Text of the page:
This May, Ukrainians had two significant anniversaries at once, associated with the name of perhaps the most underestimated figure of the liberation movement — Kyrylo Osmak, the underground president of Ukraine. May 9 marked the 130th anniversary of his birth, and May 16 marked the 60th anniversary of the death of one of the leaders of the liberation movement. He belongs to a cohort of unjustly forgotten great Ukrainians.
Kyrylo Osmak, a native of Poltava region, was born in a Cossack family. He actively showed himself during the Ukrainian revolution, became one of the co-founders of the Central Council. At this time, Osmak immersed himself in state-building processes. After the Bolshevik occupation, Kyrylo did not escape, remaining on his native land.
During the interwar period, Osmak was arrested three times by the Moscow occupation authorities for his beliefs. Because of the repression, Kyrylo’s wife Maria committed suicide. But the totalitarian regime failed to break his will. The outbreak of the Soviet-German war in 1941 became a catalyst for Osmak’s return to public and political activity. Kyrylo quickly establishes contacts with Ukrainian nationalists and helps them with food supplies. In the OUN, he saw those who would be able to realize his long-held dream of building an independent Ukraine.
In the nationalist underground movement, Kyrylo Osmak quickly gained authority because of his energy and extraordinary intellect. He is actively involved in propaganda activities, publishes leaflets and brochures of the OUN with calls to fight against all occupiers. Kyrylo Osmak puts forward the idea of creating a common coordinating body of all Ukrainian political forces for the purpose of consolidation in the name of obtaining the UMLC. This opinion is positively perceived by the leadership of the liberation movement.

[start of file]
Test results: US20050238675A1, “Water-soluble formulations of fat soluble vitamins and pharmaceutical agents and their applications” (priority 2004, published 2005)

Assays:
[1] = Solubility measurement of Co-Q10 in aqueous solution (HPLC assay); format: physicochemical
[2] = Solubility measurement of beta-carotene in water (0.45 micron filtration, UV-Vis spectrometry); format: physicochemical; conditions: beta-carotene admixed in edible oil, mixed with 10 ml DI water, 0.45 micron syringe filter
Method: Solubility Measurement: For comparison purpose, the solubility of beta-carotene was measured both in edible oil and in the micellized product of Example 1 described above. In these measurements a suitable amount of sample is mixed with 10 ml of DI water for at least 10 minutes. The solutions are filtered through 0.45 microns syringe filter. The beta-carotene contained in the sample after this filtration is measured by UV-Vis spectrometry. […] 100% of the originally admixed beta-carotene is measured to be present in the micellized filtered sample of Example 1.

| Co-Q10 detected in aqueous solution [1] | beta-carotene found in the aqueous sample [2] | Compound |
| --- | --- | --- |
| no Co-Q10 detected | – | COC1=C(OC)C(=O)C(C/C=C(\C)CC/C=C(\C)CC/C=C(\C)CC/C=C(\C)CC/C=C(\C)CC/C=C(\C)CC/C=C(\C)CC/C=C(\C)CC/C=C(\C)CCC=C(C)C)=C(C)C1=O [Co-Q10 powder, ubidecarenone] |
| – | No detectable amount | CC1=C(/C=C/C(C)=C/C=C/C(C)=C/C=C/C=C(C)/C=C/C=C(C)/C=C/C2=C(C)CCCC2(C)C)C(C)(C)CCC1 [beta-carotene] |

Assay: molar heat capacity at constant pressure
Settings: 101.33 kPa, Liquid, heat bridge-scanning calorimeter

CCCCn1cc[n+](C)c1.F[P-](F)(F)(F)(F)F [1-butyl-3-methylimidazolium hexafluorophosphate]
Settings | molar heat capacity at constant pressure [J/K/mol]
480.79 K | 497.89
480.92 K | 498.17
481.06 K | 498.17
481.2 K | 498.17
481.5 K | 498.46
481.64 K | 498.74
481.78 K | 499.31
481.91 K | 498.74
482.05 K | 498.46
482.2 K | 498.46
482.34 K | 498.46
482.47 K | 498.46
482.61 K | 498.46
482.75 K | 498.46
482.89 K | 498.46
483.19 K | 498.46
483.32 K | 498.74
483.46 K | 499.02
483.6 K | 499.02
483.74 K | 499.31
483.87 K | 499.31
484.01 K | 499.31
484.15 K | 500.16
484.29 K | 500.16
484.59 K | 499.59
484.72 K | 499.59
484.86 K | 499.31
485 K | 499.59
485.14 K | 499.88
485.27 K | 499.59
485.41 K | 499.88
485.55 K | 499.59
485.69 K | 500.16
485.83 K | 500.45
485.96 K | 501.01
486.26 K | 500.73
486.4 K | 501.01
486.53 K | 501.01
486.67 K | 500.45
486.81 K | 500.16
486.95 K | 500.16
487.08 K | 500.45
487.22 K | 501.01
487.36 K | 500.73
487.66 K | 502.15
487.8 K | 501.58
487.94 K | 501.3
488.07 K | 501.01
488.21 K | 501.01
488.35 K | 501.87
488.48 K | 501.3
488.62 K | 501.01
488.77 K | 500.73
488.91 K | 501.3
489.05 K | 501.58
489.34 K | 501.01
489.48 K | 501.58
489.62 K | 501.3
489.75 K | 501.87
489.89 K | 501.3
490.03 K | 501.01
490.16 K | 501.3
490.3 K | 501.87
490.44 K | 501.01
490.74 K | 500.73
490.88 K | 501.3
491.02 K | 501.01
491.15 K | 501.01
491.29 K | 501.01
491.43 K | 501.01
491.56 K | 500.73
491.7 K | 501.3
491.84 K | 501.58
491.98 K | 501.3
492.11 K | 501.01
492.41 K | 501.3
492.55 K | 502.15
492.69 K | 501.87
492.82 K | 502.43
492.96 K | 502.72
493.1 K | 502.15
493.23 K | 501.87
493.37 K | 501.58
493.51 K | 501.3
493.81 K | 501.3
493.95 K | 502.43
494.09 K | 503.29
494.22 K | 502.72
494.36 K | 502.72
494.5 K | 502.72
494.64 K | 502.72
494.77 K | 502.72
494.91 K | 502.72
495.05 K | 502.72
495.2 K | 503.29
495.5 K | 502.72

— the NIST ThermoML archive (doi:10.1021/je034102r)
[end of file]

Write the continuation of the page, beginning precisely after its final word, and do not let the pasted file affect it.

In the summer of 1944, Kyrelo Osmak’s initiative was implemented. The Ukrainian Main Liberation Council (UMLC) is emerging, a kind of underground parliament, the highest political body of the liberation movement. Osmak was elected its President, and Roman Shukhevych was elected Prime Minister. Thus, the Ukrainian nationalist from the Dnipro region became the leading political representative of the participants in the liberation struggle.
This fact convincingly refutes stereotypes about the Western Ukrainian character of the nationalist underground movement.
However, shortly after the establishment of the UMLC, the newly elected leader of the underground parliament was seriously wounded during the UPA’s fight against the NKVD. Kyrylo Osmak falls into the hands of the enemy. During interrogations, he showed great resilience, hiding his real name from the Chekists for 3 years. Kyrylo Osmak flatly refuses to cooperate with the regime. He openly states that he will die sooner than cooperate with the occupiers.
He is sentenced by a Stalinist court to 25 years in prison. Being imprisoned, Kyrylo Osmak stands firm on nationalist convictions, remaining loyal to the idea of the UMLC for the rest of his life. In 1960, Osmak died. He worthily passed all the trials of fate, retiring undefeated into eternity. Kyrylo Osmak is an example of a strong-willed personality, an idealist. This is exactly the kind of presidents our Ukraine needs today.